Two weeks ago I caught my tire on the trolley tracks and had a quick meeting with streets of Philadelphia. My first thought upon going down was “Oh no, this isn’t happening”. I’d only been biking to and from appointments for a couple of weeks, having done the research on how to lock up my bike and thinking about which route is best, cautiously slipping between cars and actually stopping at stop signs. Despite my best efforts, I fell. When walking back to the gym with a scraped up nose and sprained wrists it didn’t occur to me that I might actually learn more than to not try and duel with the trolley tracks.
I ended up having a scraped up nose and two mildly (self-diagnosed) sprained wrists. I was out of work for two days and wasn’t able to workout for a week and a half and I was so pissed at myself. Not being able to live life the way I want is usually an issue with me (recovering Control Freak here) and my practice of patience doesn’t come easily. Being forced into patience is one way to gain it, but not necessarily the easiest and I’d argue that it’s a highly misconstrued form. Nevertheless, “choosing” to not go to the gym and rest my wrist (say that 5x fast!) wasn’t an easy one and I was left questioning if I’d be able to do some things at the gym. I’d grapple with the decision of going to the gym, feeling like there was no winning in any outcome. In the end I did decide to be patient with my body, take time off from the gym completely and choose movement in other formats. Ironically, I chose to bike more.
The Patience Trap
Be careful though – there is a moment when patience turns to complacency and if you don’t look out for it, you’ll miss it. At the end of last week it was simply easier to stay away from the gym than to push through feelings and make an attempt at lifting. On one hand, I wanted to lift to see where I stood up to my pre-sprained wrist self, but on the other hand I was using patience to mask my fear (and, to be honest, the work that goes into *shakes head* working out). This is when I’ve fallen into the Patience Trap. I’m using “patience” as an excuse to continue the status quo.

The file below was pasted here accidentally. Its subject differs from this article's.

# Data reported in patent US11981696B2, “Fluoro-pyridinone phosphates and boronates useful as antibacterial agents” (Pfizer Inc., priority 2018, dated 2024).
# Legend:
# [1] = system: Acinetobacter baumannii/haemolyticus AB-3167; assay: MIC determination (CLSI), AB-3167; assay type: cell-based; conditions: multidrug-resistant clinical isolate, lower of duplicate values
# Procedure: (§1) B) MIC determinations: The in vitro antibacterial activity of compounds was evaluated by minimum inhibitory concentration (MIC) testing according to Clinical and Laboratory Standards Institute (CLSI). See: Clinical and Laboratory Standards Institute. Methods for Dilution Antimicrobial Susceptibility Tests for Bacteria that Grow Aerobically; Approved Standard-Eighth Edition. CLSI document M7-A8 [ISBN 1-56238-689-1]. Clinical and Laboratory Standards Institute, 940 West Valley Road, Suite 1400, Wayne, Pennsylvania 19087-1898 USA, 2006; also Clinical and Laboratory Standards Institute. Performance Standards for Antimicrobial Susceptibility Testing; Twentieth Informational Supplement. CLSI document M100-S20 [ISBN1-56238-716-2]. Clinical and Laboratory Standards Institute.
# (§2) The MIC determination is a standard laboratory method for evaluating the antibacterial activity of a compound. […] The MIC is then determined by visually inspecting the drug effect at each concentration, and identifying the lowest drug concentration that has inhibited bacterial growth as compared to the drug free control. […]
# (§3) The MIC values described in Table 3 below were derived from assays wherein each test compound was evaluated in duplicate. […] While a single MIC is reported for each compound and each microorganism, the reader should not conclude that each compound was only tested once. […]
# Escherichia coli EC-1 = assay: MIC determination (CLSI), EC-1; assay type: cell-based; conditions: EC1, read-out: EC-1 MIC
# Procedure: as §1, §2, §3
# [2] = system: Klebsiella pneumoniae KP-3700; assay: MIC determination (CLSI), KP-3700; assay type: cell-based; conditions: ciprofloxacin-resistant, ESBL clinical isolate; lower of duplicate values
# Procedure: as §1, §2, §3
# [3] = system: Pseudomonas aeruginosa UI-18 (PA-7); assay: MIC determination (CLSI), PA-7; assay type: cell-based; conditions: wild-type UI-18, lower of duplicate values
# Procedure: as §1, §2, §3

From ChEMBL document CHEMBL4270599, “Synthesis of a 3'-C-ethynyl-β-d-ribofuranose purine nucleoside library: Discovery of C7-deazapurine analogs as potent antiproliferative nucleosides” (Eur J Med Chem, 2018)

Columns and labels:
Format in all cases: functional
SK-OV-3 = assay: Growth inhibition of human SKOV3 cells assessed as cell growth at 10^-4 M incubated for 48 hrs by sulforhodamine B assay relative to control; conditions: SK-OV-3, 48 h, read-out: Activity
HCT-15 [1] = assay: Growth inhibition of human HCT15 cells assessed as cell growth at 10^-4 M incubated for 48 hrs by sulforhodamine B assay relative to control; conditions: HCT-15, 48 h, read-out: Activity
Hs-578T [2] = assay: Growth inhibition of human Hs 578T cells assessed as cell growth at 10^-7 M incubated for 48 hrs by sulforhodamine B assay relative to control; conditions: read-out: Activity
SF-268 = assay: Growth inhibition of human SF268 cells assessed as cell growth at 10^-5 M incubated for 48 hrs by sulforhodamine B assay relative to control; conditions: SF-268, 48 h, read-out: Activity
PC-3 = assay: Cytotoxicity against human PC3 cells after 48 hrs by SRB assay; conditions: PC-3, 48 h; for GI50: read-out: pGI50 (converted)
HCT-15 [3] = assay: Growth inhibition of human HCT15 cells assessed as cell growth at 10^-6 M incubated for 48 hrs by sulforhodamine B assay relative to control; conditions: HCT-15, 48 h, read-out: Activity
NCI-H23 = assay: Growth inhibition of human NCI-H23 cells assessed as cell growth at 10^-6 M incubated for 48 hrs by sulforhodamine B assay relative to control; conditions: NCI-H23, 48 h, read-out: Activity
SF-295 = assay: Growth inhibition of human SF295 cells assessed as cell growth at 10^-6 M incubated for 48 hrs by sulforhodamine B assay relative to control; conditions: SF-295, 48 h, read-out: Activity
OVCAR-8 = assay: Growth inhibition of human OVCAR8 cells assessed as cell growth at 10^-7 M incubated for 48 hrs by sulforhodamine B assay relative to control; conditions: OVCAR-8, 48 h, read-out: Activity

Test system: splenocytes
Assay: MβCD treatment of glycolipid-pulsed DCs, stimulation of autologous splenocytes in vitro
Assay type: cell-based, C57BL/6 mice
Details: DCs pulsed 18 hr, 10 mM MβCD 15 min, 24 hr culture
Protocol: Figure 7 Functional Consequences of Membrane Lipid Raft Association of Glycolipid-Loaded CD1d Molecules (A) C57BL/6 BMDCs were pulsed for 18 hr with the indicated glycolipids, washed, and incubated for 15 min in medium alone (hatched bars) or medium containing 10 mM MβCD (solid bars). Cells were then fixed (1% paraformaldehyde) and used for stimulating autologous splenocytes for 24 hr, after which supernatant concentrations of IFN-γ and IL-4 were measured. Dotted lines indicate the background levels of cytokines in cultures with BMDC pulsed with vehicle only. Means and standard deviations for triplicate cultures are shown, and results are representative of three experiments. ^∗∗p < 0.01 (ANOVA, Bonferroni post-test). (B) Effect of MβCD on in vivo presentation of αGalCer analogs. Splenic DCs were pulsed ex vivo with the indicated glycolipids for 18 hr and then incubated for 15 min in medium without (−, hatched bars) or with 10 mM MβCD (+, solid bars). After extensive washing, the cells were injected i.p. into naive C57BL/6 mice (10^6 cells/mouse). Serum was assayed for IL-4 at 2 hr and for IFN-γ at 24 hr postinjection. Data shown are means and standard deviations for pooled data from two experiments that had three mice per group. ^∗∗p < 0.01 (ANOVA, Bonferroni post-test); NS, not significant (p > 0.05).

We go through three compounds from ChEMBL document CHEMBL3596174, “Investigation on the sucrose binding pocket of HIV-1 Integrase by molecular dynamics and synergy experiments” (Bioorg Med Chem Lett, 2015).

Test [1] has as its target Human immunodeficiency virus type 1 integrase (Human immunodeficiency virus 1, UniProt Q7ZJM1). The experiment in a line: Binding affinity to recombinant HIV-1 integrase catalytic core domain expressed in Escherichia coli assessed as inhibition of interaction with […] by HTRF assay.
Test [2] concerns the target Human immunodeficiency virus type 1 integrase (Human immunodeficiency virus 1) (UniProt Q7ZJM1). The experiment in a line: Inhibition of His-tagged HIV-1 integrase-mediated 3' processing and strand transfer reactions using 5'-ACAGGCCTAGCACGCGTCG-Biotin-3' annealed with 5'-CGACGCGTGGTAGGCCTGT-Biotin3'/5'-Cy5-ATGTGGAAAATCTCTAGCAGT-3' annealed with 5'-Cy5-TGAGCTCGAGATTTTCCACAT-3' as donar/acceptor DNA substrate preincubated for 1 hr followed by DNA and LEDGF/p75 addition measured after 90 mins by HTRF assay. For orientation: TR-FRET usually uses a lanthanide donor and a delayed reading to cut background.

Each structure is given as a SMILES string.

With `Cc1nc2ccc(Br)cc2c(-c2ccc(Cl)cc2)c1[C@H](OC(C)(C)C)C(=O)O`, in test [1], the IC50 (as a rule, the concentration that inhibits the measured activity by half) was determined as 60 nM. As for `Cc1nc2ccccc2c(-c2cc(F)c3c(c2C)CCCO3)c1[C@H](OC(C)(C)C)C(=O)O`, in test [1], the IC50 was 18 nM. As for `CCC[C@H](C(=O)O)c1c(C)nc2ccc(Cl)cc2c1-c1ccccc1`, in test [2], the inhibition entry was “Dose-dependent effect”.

When I finally made it back to the gym I performed most of my programming and left out the movement that caused pain. I was pushing a little bit, but still pulling out that Patience Card when it’s necessary.
Knowing when patience turns to complacency isn’t always clear and there’s no way to really know the perfect time to make the switch. Truthfully, though, it doesn’t matter if you’re right. What matters is that in the short term you realize the Patience Trap can happen, learn to look for it and choose to propel yourself forward when you see it happening.
We see this in so many situations in life – work, relationships, boiling noodles, etc. In the beginning we tell ourselves that “we are being patient” and hoping that x, y, or z changes, knowing full well that we have no control over something other than ourselves. We initially choose patience because that’s all we can choose, hoping that we can ride out the situation. Some of the time the situation changes, but the other times, it doesn’t. We hold on to hope that our patience will last longer than the said undesirable situation. It’s at some point during this time when we begin accepting the status quo. Usually it’s accompanied by complaining and the feeling of dread.
I’m not here to rag on having patience – remember, it’s a virtue. Waiting too long, however, changes you from being patient to being passive. Here are three questions you can ask yourself to help identify if you’re in the Patience Trap:
- Is your current situation holding you back from taking action on your goals?
- Are you waiting for someone else to take action to make your current situation better?
- Will moving forward beget more choices?
If you answered YES to any of the above questions it’s time to re-evaluate where you are and where you want to be and make a change accordingly. This exercise isn’t for you to reply with “I don’t know” because that’s the easy way out. Really look at your situation and be honest with yourself. I realize my falling-off-my-bike story turned into somewhat of a serious topic – complacency and passiveness. In all honesty, it was at this moment last week when I was in the Patience Trap and took a detour to lazy town, so there’s no too-small situation when we can do a check-in to see if we’re moving forward and if we’re not, then there needs to be a great reason.